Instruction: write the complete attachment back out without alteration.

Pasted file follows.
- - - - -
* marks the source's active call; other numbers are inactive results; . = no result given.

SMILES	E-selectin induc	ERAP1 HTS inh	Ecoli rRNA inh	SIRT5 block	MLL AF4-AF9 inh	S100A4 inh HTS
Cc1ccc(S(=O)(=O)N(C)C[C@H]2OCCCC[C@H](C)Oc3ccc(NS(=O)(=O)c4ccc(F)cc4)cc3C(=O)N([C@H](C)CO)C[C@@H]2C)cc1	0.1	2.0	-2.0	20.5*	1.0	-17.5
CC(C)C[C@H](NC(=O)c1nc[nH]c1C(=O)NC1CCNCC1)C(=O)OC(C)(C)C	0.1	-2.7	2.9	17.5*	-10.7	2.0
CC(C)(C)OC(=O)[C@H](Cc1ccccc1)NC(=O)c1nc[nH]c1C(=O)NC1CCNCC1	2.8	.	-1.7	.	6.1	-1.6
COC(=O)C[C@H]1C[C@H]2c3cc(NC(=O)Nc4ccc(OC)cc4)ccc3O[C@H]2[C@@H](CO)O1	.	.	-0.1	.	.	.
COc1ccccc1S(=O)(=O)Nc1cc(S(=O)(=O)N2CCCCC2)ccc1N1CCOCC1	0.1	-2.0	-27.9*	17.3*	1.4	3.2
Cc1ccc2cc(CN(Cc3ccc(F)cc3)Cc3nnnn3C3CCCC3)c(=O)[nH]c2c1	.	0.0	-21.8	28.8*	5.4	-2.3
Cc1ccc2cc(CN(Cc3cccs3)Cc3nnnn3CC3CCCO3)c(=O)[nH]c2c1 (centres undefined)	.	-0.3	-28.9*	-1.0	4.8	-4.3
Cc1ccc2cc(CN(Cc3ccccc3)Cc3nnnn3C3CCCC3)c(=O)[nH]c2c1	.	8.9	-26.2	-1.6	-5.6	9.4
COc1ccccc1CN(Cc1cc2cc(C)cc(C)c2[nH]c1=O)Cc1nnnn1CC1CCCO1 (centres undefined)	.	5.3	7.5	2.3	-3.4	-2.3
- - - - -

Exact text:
* marks the source's active call; other numbers are inactive results; . = no result given.

SMILES	E-selectin induc	ERAP1 HTS inh	Ecoli rRNA inh	SIRT5 block	MLL AF4-AF9 inh	S100A4 inh HTS
Cc1ccc(S(=O)(=O)N(C)C[C@H]2OCCCC[C@H](C)Oc3ccc(NS(=O)(=O)c4ccc(F)cc4)cc3C(=O)N([C@H](C)CO)C[C@@H]2C)cc1	0.1	2.0	-2.0	20.5*	1.0	-17.5
CC(C)C[C@H](NC(=O)c1nc[nH]c1C(=O)NC1CCNCC1)C(=O)OC(C)(C)C	0.1	-2.7	2.9	17.5*	-10.7	2.0
CC(C)(C)OC(=O)[C@H](Cc1ccccc1)NC(=O)c1nc[nH]c1C(=O)NC1CCNCC1	2.8	.	-1.7	.	6.1	-1.6
COC(=O)C[C@H]1C[C@H]2c3cc(NC(=O)Nc4ccc(OC)cc4)ccc3O[C@H]2[C@@H](CO)O1	.	.	-0.1	.	.	.
COc1ccccc1S(=O)(=O)Nc1cc(S(=O)(=O)N2CCCCC2)ccc1N1CCOCC1	0.1	-2.0	-27.9*	17.3*	1.4	3.2
Cc1ccc2cc(CN(Cc3ccc(F)cc3)Cc3nnnn3C3CCCC3)c(=O)[nH]c2c1	.	0.0	-21.8	28.8*	5.4	-2.3
Cc1ccc2cc(CN(Cc3cccs3)Cc3nnnn3CC3CCCO3)c(=O)[nH]c2c1 (centres undefined)	.	-0.3	-28.9*	-1.0	4.8	-4.3
Cc1ccc2cc(CN(Cc3ccccc3)Cc3nnnn3C3CCCC3)c(=O)[nH]c2c1	.	8.9	-26.2	-1.6	-5.6	9.4
COc1ccccc1CN(Cc1cc2cc(C)cc(C)c2[nH]c1=O)Cc1nnnn1CC1CCCO1 (centres undefined)	.	5.3	7.5	2.3	-3.4	-2.3